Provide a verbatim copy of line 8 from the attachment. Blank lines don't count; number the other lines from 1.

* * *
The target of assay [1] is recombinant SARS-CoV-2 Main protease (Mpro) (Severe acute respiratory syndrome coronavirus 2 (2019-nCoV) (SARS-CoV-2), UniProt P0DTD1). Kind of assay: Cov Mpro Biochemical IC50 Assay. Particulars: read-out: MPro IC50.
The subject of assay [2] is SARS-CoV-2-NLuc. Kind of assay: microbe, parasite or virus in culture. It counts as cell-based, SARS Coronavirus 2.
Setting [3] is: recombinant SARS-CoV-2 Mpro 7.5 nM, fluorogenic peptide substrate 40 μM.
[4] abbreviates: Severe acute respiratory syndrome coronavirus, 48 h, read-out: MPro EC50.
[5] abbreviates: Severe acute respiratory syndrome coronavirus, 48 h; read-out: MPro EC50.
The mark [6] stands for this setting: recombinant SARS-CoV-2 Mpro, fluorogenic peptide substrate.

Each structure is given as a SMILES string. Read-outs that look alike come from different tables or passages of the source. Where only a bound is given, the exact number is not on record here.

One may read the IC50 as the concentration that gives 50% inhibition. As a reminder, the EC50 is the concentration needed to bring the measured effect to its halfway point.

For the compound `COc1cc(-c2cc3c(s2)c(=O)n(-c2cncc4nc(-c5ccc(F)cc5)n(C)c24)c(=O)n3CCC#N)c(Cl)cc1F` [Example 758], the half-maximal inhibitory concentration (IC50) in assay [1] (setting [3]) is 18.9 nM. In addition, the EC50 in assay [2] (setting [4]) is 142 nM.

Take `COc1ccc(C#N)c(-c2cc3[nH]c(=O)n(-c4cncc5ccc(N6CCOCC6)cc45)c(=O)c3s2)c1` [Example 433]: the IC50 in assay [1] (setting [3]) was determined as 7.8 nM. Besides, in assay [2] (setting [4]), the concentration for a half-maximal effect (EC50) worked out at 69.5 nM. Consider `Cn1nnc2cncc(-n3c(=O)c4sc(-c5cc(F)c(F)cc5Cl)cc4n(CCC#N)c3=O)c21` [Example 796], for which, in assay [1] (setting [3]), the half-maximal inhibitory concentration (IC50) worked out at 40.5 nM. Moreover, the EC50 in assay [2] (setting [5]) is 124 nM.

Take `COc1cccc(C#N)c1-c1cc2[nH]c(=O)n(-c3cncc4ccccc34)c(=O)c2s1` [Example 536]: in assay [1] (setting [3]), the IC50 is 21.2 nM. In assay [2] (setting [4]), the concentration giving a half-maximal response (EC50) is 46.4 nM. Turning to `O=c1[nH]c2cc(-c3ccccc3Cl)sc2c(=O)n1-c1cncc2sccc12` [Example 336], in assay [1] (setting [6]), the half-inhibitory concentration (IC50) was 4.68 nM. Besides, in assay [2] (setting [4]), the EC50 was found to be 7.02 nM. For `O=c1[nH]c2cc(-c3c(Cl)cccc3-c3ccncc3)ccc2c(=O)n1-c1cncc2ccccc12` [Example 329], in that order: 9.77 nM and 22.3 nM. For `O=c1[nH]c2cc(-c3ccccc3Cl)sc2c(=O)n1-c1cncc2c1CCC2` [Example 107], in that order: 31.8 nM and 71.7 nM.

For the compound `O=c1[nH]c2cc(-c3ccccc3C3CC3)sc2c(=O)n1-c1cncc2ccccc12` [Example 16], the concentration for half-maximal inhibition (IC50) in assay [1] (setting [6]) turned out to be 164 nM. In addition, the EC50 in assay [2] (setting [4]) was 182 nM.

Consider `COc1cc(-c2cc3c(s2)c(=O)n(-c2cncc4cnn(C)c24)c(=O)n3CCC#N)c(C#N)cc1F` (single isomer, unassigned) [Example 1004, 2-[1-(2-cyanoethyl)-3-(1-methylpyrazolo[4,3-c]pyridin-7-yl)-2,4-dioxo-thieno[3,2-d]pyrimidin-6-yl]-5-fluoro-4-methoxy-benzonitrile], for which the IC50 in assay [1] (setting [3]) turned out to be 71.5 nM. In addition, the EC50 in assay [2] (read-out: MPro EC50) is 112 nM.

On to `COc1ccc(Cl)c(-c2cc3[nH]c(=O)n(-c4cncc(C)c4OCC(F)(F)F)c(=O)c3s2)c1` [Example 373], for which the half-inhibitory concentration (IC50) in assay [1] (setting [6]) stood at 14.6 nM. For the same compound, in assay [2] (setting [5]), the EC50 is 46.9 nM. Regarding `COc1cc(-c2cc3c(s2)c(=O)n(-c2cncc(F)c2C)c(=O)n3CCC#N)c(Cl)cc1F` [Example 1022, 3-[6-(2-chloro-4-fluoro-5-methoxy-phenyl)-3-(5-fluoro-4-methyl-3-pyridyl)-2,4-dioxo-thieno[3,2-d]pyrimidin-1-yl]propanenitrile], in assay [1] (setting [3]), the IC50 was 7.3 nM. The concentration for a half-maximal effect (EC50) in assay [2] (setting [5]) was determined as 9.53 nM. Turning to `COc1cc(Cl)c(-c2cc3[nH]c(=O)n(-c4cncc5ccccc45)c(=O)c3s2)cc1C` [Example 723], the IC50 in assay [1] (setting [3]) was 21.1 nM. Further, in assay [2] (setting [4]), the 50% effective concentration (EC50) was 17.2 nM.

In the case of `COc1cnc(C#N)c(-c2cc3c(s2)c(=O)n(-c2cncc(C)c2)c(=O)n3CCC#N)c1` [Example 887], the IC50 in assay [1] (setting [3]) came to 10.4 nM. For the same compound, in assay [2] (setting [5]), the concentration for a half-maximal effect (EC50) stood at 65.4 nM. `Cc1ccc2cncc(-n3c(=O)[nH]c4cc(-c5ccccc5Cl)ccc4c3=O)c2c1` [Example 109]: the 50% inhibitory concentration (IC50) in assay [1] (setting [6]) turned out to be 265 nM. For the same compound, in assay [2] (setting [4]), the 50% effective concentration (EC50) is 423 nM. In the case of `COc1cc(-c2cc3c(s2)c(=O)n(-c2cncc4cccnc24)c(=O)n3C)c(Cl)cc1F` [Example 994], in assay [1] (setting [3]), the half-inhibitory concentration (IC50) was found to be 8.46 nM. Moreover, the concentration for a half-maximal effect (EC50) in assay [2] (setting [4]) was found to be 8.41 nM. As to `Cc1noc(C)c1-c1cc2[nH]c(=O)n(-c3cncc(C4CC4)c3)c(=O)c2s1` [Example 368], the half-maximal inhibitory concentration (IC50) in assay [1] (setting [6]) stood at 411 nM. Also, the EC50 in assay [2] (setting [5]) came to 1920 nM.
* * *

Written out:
One may read the IC50 as the concentration that gives 50% inhibition. As a reminder, the EC50 is the concentration needed to bring the measured effect to its halfway point.